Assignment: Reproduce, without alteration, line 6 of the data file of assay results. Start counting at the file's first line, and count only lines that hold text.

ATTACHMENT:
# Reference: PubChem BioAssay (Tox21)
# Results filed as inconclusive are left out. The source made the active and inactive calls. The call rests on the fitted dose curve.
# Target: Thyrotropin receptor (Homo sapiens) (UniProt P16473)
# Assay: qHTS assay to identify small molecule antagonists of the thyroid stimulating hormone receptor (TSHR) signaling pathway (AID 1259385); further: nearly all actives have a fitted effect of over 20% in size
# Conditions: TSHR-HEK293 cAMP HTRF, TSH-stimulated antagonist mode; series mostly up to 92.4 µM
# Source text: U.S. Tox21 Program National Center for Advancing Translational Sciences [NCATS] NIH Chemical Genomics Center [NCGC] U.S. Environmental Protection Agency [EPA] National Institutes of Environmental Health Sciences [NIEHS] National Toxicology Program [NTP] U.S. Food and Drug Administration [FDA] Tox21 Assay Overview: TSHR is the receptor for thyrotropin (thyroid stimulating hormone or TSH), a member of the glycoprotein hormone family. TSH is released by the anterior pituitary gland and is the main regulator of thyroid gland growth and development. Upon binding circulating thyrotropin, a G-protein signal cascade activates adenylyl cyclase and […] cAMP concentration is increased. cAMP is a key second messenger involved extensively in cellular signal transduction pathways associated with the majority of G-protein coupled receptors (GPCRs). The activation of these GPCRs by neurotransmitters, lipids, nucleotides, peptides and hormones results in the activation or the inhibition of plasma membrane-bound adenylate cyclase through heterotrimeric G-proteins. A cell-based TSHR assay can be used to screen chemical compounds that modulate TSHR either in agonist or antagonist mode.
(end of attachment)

# Source text: U.S. Tox21 Program National Center for Advancing Translational Sciences [NCATS] NIH Chemical Genomics Center [NCGC] U.S. Environmental Protection Agency [EPA] National Institutes of Environmental Health Sciences [NIEHS] National Toxicology Program [NTP] U.S. Food and Drug Administration [FDA] Tox21 Assay Overview: TSHR is the receptor for thyrotropin (thyroid stimulating hormone or TSH), a member of the glycoprotein hormone family. TSH is released by the anterior pituitary gland and is the main regulator of thyroid gland growth and development. Upon binding circulating thyrotropin, a G-protein signal cascade activates adenylyl cyclase and […] cAMP concentration is increased. cAMP is a key second messenger involved extensively in cellular signal transduction pathways associated with the majority of G-protein coupled receptors (GPCRs). The activation of these GPCRs by neurotransmitters, lipids, nucleotides, peptides and hormones results in the activation or the inhibition of plasma membrane-bound adenylate cyclase through heterotrimeric G-proteins. A cell-based TSHR assay can be used to screen chemical compounds that modulate TSHR either in agonist or antagonist mode.